After nearly two weeks of protests in Iran following the death of Mahsa Amini, is there any hope left between the violence and anguish? “Yes,” says SAT-7 PARS Presenter Sally Momtazi. “Women are no longer alone; the country’s men are standing with them.”
“Tragically, what happened to Mahsa Amini is not the first instance of this kind. Iranian women are very familiar with news of violence against women. However, this time is different; men are also saying that enough is enough. After 44 years of disregarding human rights, we can see there is violence against women everywhere; in Iranian laws, in the streets, on TV shows,” explains Sally. “There was an intentional aim to create a mindset that would pitch men against women and women against men.”
Sally shared how women have suffered at the hands of men in their families or been restricted in society. Fathers have been pitted against daughters, brothers against sisters, and husbands against wives. This toxic culture seeps into every part of life; in extremes, it is accepted that it would be better for a woman who acts ‘shamefully’ to be killed to ‘protect’ a family’s honor.
“But we can see now that men and women in Iran are trying to stand by each other and help each other. Now, claiming basic rights is not just a women’s fight, but it has become the men’s too,” Sally shares, reflecting on the situation as it is now in Iran.
Sally left Iran and her family 15 years ago. This was a household decision and one that she remembers being very hard to make. She has not returned to Iran because of her faith as a Christian. Her children call themselves Iranian but have never visited their mother’s beloved homeland.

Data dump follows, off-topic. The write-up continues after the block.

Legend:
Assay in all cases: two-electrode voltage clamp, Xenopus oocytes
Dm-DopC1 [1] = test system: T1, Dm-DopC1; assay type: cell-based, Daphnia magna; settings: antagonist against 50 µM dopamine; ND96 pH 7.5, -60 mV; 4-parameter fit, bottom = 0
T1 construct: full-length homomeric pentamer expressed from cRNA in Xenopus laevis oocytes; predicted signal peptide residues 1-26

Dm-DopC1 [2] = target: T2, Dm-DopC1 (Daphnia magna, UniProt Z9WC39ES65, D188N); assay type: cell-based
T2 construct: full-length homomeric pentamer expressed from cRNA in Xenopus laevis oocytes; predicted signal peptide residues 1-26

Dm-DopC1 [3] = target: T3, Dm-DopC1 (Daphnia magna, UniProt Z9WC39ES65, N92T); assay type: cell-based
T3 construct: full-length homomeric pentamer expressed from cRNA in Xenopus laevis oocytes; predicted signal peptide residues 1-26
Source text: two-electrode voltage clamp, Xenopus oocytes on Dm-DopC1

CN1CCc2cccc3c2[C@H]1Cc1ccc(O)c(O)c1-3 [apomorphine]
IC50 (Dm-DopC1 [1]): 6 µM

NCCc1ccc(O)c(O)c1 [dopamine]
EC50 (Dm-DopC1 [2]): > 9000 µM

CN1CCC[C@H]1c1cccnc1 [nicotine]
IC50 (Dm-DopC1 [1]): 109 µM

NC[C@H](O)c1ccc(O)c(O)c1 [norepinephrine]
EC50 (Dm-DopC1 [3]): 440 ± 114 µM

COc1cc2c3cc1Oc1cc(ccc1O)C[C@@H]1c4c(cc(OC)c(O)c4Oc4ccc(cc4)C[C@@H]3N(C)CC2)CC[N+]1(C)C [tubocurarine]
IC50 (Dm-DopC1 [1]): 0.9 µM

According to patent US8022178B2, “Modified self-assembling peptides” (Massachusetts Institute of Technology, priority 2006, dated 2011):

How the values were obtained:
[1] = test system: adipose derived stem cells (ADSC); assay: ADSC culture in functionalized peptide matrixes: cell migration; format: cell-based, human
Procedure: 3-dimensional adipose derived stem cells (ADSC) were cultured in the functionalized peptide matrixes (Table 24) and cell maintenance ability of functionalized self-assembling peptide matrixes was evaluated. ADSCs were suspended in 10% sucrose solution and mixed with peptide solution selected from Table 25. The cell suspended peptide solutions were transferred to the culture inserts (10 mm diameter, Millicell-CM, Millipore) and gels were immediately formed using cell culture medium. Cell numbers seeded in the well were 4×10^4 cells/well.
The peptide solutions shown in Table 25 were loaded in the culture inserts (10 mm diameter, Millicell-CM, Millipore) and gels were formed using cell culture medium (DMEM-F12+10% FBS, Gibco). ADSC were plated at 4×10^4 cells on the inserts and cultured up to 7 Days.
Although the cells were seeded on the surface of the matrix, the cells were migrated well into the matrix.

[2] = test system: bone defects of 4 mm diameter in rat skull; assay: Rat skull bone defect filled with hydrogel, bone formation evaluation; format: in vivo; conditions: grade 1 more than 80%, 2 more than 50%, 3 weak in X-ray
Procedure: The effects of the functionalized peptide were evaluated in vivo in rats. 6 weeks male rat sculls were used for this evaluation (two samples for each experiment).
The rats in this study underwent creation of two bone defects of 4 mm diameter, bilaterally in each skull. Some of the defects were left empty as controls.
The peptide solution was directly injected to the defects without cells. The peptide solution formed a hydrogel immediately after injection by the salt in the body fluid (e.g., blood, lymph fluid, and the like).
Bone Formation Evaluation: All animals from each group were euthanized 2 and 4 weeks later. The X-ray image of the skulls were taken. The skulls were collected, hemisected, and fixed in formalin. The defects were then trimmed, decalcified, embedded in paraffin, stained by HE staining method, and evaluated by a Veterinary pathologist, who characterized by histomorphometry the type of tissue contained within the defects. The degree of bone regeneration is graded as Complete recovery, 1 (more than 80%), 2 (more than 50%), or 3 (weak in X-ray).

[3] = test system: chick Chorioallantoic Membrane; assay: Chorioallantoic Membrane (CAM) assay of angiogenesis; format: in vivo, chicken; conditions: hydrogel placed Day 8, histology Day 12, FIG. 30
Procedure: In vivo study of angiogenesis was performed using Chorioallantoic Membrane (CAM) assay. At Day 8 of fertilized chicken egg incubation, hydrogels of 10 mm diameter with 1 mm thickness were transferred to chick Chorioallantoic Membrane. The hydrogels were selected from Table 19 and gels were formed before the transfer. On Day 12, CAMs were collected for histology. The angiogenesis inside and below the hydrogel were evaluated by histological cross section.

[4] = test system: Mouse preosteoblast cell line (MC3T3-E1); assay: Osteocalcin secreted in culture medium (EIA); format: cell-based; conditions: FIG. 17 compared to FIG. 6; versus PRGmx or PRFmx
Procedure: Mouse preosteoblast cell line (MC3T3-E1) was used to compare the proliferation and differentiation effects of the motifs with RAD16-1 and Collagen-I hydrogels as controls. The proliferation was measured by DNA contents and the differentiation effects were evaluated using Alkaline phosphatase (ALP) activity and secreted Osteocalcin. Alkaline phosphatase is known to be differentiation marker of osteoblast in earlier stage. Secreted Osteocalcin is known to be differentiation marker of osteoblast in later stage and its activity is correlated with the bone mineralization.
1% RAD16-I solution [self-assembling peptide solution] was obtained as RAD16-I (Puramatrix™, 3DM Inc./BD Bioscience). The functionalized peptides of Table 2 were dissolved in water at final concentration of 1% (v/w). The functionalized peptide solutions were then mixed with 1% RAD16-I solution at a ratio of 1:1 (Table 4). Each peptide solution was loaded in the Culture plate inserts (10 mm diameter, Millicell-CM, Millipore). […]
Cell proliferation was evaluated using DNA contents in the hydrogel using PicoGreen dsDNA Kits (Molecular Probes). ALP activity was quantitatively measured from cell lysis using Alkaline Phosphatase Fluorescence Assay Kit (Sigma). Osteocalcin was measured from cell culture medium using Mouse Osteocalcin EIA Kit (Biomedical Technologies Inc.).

“As Christians, there is so much we can do,” shares Sally passionately. “The verses in Matthew 25:31–46 come to my mind when I think about our role as Christians now. Verses 42 and 43 should be a warning to us all:
For I was hungry, and you gave me nothing to eat, I was thirsty, and you gave me nothing to drink, I was a stranger, and you did not invite me in, I needed clothes, and you did not clothe me, I was sick and in prison, and you did not look after me.
“We must not be silent regarding what is happening in Iran today. We must be the voice of Iran. We must keep the Word of God in our hearts and be brave to go out and change the world.”
Sally ends the conversation with a plea to us all.
“We must pray, and we must be a voice for the people of Iran who are being so courageous but having their voices cut off from the world. I ask you to please share their voices with your communities and churches. Let us hope these voices are heard and influence decision-makers who can make a difference to all people in Iran.”
Please join us in prayer. Join us in sharing the voices of the Iranian people.